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Cold War Commander Review

BattleGames Magazine, February 2007 by Bob Barnetson

Following on the heels of the successful Blitzkrieg Commander (BKC) rule set (now in its third printing), Pete Jones has released Cold War Commander (CWC). These fast-play rules address historical and what-if battles from 1946 to present day. The rules come as a 140-page A4-sized perfect-bound book with over 60 colour pictures illustrating game-play. Games wrap up in 2-3 hours and no rebasing is required.

Like its predecessor, CWC borrows Games Workshop┬╣s Warmaster command and control mechanics. Formations (groups of units) are activated by a leader rolling less than its command rating on 2d6. Command ratings can be modified by various situational factors and a leader can issue multiple orders to a unit.

The potential for issuing multiple orders (and the risk of failing a command roll) simulates the fog of war and command and control limitations. This mechanic takes a bit of getting used to and results in fairly fluid games where momentum shifts. It also rewards good tactics a position where everything hinges on a single die roll.

Turns are ugo-igo. Once ordered, units can then perform actions (e.g., deploy, move, shoot). Prior to this command phase, there is an initiative phase where units can react to local conditions without an order (but creating a subsequent command penalty).

Shooting combat equates firepower with dice and the few modifiers are handled by adding or dropping dice. A single roll determined how many hits are scored. The other player picks up the hits and rolls for saves on armoured units and the attacking player then picks up any unsuccessful saves and dices for suppression. This sounds complex but is easily learned: within 15 minutes new players run combat on their own. Close assaults are handled in a similar manner.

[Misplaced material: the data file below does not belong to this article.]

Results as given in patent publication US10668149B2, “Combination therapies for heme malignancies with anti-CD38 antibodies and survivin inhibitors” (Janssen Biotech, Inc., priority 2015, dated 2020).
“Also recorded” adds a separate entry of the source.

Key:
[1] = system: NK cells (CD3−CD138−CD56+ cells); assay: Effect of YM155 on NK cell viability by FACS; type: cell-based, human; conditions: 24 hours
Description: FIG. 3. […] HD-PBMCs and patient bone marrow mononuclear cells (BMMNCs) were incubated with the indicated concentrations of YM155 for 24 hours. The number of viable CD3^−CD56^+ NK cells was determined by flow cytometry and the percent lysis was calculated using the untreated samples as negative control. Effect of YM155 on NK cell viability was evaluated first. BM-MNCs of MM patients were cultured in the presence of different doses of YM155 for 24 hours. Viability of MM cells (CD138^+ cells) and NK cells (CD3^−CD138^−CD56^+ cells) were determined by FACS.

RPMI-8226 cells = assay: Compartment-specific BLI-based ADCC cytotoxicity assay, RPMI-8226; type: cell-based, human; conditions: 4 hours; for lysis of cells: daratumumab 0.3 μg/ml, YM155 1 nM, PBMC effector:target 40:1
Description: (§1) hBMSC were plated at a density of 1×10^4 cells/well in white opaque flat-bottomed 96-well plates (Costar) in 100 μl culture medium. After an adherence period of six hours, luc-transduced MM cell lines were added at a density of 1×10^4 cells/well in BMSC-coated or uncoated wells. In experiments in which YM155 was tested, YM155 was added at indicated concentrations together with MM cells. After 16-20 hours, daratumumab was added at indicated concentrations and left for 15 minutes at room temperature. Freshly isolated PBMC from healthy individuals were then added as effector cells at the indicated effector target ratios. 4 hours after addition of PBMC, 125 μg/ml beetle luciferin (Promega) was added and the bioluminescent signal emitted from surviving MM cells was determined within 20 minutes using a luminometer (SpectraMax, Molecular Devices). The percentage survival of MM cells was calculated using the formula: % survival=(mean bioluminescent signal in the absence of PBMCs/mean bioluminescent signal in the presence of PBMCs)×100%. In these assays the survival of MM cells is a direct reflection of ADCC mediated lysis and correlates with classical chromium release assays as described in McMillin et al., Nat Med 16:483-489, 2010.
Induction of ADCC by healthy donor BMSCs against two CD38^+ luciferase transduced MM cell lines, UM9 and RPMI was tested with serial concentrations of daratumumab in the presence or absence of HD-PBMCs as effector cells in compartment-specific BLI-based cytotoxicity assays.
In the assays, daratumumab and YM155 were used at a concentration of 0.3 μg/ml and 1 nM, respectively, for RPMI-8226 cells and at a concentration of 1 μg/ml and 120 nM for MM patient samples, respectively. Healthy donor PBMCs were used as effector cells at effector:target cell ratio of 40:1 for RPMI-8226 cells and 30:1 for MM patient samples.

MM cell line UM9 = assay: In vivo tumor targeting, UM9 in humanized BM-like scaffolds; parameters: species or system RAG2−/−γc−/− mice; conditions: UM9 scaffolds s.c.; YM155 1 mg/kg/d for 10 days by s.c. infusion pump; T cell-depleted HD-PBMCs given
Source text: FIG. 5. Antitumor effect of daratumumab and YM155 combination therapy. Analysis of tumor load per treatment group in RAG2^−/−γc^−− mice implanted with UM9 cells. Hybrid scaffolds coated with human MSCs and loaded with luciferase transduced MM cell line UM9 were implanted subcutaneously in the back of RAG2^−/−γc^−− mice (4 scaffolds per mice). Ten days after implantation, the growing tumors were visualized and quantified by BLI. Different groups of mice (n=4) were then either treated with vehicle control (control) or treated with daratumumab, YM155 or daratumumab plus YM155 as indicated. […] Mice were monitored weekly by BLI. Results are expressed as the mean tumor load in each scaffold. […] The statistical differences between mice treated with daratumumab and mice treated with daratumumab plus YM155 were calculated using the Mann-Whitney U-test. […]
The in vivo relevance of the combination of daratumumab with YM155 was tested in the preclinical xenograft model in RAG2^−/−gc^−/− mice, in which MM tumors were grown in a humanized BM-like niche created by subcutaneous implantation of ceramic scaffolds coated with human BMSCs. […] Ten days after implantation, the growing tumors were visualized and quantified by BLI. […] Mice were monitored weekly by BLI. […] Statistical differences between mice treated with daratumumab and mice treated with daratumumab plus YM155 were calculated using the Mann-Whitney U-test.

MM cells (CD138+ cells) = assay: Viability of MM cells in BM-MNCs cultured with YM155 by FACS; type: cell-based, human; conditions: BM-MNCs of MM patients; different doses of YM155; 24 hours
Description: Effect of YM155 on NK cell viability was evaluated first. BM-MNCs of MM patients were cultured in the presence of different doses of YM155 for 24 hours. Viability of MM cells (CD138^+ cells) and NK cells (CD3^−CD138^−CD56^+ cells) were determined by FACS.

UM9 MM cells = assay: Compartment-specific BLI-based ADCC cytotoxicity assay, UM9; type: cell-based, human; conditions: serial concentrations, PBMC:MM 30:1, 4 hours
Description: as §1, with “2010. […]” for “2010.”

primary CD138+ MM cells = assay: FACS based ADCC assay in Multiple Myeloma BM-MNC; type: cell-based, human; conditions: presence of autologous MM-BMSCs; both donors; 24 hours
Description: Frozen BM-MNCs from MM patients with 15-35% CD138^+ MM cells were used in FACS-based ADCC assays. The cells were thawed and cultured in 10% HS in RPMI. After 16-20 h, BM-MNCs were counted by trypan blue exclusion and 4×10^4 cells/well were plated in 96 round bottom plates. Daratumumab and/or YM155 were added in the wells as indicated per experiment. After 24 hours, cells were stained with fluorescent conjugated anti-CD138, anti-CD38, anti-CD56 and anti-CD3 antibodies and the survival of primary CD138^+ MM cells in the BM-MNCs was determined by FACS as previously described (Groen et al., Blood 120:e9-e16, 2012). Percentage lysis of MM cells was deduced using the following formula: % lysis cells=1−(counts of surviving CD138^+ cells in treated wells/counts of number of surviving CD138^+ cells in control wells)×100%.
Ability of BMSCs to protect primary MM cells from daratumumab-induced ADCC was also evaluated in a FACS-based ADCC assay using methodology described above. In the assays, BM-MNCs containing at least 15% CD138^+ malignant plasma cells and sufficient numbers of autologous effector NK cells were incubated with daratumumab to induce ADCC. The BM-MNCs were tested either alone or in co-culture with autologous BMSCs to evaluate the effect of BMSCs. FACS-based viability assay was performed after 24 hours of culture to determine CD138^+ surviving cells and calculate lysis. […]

For those familiar with BKC, there are some changes. Units with stabilization can now move and shoot to some degree. The opportunity fire mechanic has been improved (opportunity fire acting like initiative fire out of phase). Close assaults occur as part of the turn (rather than at the end). These latter two mechanics can be backwards fitted to BKC.

Additionally, each army has a military doctrine which affects its initiative distance and the flexibility of its leaders. The rules also address air-superiority, helos, snipers, night fighting, ambushes, stabilization and thermal imaging, special munitions, infantry fighting vehicles (IFVs), and anti-tank guided weapons (ATGWs).

I'm a big fan of BKC and I played CWC a bit as a playtester. What strikes me most about playing the finished version of CWC is how it takes a complex subject and makes it manageable. The myriad weapon systems of modern conflicts are abstracted enough that new players can understand them (at least in game terms). This makes modern conflicts much more attractive to me (as someone with a passing interest) than other rules do. I also find this level of abstraction tends to turn off the technophiles (often ex-service personnel consumed by weapon-system minutiae) who are attracted to modern games and thus fewer utterances of "in reality".

The rules contain army lists for the Cold War (1946-90), the First Indochina War, the Korean War, the various Arab-Israeli Wars, Vietnam, the Indo-Pakistan Wars, Angola, the Ogaden War, the Soviet invasion of Afghanistan, the Iran-Iraq War, the Falklands, both Gulf Wars and various modern conflicts post-1991. The book also contains 16 generic scenarios that let you choose an era, point up an army and play.

Both BKC and CWC are served by a website and forum. Between the photo-illustrated game mechanics and Jones┬╣ willingness to answer all game questions personally, the game is very well supported. The forum is also very convivial and contains developmental work on both a sci-fi and WW1 adaptation of the rules.

 
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